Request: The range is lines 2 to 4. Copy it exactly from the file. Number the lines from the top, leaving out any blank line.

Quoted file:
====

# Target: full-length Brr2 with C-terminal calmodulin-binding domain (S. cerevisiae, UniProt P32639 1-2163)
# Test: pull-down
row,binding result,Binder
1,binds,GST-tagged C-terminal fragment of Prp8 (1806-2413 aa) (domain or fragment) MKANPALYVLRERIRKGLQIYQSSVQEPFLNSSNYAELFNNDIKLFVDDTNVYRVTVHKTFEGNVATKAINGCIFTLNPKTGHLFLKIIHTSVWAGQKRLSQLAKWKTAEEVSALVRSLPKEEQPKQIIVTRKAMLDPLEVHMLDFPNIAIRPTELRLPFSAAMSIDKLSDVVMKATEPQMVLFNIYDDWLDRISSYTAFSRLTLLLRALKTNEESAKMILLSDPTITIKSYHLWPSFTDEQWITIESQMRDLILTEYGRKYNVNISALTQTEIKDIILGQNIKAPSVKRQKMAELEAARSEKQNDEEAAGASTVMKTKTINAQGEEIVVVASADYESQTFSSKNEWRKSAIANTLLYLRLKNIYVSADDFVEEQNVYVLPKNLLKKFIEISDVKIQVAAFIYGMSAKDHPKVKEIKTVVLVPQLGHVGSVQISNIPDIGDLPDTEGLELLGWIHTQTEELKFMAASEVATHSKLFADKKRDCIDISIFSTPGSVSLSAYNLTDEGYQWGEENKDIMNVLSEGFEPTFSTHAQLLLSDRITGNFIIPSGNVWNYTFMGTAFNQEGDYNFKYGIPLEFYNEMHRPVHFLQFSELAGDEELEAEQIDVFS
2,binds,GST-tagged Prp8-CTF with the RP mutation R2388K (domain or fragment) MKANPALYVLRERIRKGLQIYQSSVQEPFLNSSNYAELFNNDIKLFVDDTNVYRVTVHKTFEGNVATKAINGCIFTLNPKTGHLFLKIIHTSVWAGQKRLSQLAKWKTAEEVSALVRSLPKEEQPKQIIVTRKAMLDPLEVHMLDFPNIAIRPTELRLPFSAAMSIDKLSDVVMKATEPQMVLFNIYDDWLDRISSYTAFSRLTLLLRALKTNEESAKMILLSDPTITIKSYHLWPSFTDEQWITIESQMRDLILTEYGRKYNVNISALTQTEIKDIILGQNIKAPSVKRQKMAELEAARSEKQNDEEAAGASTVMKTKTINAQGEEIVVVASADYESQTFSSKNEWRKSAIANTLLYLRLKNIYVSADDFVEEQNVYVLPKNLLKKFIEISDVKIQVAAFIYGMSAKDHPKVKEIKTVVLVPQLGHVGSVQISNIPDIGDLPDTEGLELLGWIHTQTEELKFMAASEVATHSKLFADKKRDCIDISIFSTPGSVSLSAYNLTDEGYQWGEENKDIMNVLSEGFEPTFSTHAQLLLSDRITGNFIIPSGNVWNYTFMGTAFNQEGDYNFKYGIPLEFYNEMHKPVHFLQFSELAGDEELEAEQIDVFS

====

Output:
# Test: pull-down
row,binding result,Binder
1,binds,GST-tagged C-terminal fragment of Prp8 (1806-2413 aa) (domain or fragment) MKANPALYVLRERIRKGLQIYQSSVQEPFLNSSNYAELFNNDIKLFVDDTNVYRVTVHKTFEGNVATKAINGCIFTLNPKTGHLFLKIIHTSVWAGQKRLSQLAKWKTAEEVSALVRSLPKEEQPKQIIVTRKAMLDPLEVHMLDFPNIAIRPTELRLPFSAAMSIDKLSDVVMKATEPQMVLFNIYDDWLDRISSYTAFSRLTLLLRALKTNEESAKMILLSDPTITIKSYHLWPSFTDEQWITIESQMRDLILTEYGRKYNVNISALTQTEIKDIILGQNIKAPSVKRQKMAELEAARSEKQNDEEAAGASTVMKTKTINAQGEEIVVVASADYESQTFSSKNEWRKSAIANTLLYLRLKNIYVSADDFVEEQNVYVLPKNLLKKFIEISDVKIQVAAFIYGMSAKDHPKVKEIKTVVLVPQLGHVGSVQISNIPDIGDLPDTEGLELLGWIHTQTEELKFMAASEVATHSKLFADKKRDCIDISIFSTPGSVSLSAYNLTDEGYQWGEENKDIMNVLSEGFEPTFSTHAQLLLSDRITGNFIIPSGNVWNYTFMGTAFNQEGDYNFKYGIPLEFYNEMHRPVHFLQFSELAGDEELEAEQIDVFS